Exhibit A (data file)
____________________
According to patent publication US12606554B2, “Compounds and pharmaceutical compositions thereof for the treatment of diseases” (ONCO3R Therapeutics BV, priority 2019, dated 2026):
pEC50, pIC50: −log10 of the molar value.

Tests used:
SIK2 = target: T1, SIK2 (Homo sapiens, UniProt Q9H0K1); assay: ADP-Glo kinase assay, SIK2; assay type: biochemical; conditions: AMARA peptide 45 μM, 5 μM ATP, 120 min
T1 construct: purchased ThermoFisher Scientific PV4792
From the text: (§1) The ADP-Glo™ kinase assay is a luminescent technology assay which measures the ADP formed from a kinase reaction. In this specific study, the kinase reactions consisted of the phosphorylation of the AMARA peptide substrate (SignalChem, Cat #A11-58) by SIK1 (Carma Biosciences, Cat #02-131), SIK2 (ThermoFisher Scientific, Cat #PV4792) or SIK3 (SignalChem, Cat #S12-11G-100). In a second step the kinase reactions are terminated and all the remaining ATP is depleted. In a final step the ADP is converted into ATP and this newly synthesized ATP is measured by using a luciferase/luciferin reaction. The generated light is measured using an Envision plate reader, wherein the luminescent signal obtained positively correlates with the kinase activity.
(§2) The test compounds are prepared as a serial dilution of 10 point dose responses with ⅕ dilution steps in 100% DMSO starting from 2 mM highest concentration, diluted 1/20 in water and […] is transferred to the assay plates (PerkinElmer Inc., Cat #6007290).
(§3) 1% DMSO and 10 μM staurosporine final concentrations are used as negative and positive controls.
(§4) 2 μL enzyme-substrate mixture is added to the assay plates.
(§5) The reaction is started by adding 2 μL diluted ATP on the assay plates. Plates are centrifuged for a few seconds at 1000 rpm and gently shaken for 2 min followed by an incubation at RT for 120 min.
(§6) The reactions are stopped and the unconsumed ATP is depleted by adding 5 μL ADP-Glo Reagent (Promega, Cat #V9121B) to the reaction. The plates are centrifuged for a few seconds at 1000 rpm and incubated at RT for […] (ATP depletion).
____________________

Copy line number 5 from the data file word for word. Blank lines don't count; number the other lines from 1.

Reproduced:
T1 construct: purchased ThermoFisher Scientific PV4792